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Mental Health

The Place I Learn the Most

My “relaxing” weekend begins with my watching political reporters and talking heads arguing with one another. They sound more like columnists espousing their own views as they present bias questions to candidates. There are tensions among the electorate and strong rhetoric on both sides of the issues. I listen in hope of learning something new.

There is a lot of noise coming from the television set. I turn the channels and look for a program that is going to help me escape the political hullabaloo. I feel stressed watching the political scene and try to find a program that will be entertaining. As I flip through the channels, rejecting a series of infomercials and reruns, I decide to watch a new game show, Idiotest, but this also stresses me out, as I try to get as many questions as possible correct, and often fall short.

I watch as two pairs of competitors are tested on their observational skills and general knowledge. During several rounds, the contestants look at pictures that appear on a giant touch screen. Although these pictures cannot be simpler, most contestants fail to answer correctly. Although I am far from perfect, I continually hope that I will learn a better way to creatively find the right response. I wonder if the candidates running for President would get any of them right, as well.

It is starting to appear to me that a political interview show and this game show are more alike than different. In this case, both types of television programs show you that you need a heightened sense of logic to explore what is being said, whether political in nature or whimsical. Both programs teach you that you need to think outside the box; to keep an open mind while watching; and to consider whether it is logical and reasonable to think the way you do. Both programs help you to keep check on your thinking patterns for inaccurate perceptions of the facts. They help us to not have all or nothing thinking, where you believe that the election is either going to end terribly or those contestants will never get their one million dollar prize.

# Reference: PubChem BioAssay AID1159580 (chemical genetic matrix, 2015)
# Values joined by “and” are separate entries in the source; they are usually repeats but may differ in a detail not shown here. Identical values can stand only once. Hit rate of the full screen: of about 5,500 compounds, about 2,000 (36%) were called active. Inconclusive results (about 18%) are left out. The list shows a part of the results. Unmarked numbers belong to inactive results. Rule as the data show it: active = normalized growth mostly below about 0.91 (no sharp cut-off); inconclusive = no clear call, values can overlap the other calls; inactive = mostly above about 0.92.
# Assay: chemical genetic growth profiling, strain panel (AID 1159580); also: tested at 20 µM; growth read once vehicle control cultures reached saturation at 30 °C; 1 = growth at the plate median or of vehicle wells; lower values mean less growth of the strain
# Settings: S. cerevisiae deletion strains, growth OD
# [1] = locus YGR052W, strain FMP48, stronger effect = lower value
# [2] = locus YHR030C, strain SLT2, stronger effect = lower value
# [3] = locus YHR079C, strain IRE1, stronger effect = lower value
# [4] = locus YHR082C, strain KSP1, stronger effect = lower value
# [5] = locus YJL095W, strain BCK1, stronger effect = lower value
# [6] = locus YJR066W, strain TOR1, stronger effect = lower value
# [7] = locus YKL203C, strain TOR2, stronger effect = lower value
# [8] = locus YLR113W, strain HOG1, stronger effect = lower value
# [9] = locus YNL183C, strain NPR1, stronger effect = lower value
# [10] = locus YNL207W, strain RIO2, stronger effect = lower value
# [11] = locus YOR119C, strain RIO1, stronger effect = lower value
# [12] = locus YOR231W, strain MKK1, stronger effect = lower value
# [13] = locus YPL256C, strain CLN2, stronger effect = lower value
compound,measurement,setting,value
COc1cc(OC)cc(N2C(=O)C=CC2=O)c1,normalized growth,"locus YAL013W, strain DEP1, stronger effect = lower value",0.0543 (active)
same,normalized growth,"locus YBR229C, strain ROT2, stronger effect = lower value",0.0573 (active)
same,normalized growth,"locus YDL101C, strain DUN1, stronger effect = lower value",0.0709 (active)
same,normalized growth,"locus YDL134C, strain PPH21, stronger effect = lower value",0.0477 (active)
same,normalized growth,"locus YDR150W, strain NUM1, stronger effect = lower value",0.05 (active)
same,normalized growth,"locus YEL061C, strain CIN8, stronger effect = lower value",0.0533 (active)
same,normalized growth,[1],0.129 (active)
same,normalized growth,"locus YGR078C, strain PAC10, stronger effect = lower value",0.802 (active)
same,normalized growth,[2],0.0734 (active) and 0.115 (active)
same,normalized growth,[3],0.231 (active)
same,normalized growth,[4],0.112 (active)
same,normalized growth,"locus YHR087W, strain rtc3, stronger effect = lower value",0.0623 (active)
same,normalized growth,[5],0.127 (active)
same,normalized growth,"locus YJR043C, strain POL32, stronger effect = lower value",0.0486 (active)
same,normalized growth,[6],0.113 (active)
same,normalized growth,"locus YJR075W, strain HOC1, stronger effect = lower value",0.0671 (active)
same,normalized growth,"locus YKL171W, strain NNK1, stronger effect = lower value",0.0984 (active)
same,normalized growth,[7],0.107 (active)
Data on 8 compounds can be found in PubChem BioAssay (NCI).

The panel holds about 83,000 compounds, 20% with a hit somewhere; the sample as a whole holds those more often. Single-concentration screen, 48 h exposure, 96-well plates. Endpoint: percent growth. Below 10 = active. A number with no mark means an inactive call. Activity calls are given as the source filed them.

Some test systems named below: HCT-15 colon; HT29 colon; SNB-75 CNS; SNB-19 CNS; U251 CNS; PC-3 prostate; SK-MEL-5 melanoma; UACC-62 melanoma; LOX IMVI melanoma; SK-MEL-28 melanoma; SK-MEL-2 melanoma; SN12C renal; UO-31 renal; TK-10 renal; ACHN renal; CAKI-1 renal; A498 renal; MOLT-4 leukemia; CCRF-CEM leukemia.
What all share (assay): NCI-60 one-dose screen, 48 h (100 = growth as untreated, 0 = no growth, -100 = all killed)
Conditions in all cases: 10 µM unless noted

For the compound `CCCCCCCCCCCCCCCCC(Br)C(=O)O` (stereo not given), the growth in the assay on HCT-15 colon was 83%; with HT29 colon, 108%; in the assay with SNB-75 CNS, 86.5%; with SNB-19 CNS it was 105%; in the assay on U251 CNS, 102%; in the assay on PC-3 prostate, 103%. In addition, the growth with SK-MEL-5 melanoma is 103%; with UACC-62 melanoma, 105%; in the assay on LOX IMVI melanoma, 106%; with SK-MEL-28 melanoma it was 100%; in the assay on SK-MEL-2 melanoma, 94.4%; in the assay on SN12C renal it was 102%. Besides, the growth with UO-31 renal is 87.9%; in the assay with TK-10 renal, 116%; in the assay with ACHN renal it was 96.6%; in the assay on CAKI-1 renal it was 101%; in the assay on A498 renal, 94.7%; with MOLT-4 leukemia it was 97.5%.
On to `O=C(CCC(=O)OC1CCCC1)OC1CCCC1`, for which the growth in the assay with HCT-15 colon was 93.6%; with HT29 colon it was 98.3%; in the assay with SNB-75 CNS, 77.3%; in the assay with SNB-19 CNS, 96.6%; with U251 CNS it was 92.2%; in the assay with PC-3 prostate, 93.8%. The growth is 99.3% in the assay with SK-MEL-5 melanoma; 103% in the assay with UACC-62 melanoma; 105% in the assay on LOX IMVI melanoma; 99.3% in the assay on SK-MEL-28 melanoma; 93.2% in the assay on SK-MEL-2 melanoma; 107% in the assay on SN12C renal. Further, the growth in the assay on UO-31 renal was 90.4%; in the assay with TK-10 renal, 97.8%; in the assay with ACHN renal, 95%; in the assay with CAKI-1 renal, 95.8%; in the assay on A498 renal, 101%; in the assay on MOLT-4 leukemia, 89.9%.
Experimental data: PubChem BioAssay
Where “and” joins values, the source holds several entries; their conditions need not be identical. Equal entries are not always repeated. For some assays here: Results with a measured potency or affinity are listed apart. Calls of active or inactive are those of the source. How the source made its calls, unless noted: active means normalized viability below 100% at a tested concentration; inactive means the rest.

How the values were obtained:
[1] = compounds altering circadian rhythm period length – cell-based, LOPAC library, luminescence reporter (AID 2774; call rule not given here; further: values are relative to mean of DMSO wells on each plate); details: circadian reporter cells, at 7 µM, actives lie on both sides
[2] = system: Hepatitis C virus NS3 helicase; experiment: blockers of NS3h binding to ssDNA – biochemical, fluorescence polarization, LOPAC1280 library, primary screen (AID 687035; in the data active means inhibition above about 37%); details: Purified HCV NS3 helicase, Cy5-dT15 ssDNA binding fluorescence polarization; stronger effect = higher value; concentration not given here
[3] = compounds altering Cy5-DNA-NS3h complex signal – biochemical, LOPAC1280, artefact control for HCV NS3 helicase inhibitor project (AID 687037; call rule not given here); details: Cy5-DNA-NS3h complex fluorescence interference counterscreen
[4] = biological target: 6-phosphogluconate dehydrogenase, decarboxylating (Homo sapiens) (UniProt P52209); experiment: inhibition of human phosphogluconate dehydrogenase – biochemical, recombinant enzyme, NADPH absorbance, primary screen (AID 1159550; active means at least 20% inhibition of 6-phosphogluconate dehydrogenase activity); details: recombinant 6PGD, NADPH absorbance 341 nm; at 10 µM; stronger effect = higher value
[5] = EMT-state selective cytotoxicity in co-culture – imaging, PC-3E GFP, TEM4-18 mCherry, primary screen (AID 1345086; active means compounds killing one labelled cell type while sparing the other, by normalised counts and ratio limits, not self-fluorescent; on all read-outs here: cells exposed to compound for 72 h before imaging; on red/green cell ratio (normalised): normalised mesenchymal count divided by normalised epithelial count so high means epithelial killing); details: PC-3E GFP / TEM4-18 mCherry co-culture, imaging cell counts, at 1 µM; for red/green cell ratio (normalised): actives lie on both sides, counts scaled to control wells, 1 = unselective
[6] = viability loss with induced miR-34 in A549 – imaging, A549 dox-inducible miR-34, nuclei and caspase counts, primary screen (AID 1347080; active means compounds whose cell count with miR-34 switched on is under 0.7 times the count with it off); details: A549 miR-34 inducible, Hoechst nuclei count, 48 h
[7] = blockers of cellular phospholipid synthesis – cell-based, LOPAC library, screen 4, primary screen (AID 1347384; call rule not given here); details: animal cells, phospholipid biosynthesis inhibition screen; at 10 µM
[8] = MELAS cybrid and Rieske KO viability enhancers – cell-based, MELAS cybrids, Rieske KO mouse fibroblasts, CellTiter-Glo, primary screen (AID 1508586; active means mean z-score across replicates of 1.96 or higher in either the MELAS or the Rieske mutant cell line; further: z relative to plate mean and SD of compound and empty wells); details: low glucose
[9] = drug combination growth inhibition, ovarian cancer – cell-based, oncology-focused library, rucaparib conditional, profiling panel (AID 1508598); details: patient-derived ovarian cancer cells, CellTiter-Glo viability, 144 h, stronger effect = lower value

I still occasionally attempt to make sense out of what I see and hear on television although it has simply become a lot of noise. And so, I decide to shut it off. I hope that I can find meaning in the silence as that is the place I learn the most.

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Barbara is a leading authority and best-selling author on managing burnout, secondary traumatic stress, compassion fatigue, and vicarious trauma. As a nationally recognized keynote speaker, she motivates audiences to build their resilience and create work-life balance. Her programs help leaders and teams manage workplace chronic stressors and get over burnout at work.

Barbara's newest book, "But I Didn't Say Goodbye: Helping Families After a Suicide", is available now on Amazon -

• Three weeks prior to giving birth to triplets, her father died by suicide. Her story was featured in the Emmy award winning documentary, Fatal Mistakes, Families Shattered by Suicide narrated by Mariette Hartley. Many employees are grieving personal loss. She offers programs for leaders on lost productivity and performance while managing grief at work.

• As a sought-after keynote speaker who has presented to over 500 groups since 1991, including corporations, state and national associations and non-profit organizations, Barbara offers work-life balance strategies for leaders to implement right away. With clarity and humor, her speaking engagements are designed to give audiences powerful and practical strategies of work-life balance, wellbeing, and self-care that can be implemented immediately.

• Barbara is a Board-Certified Expert in Traumatic Stress and Diplomate with the American Academy of Experts in Traumatic Stress. She received a Bachelor of Science in psychology and a Master of Arts degree in community health, with a concentration in thanatology, both from Brooklyn College.


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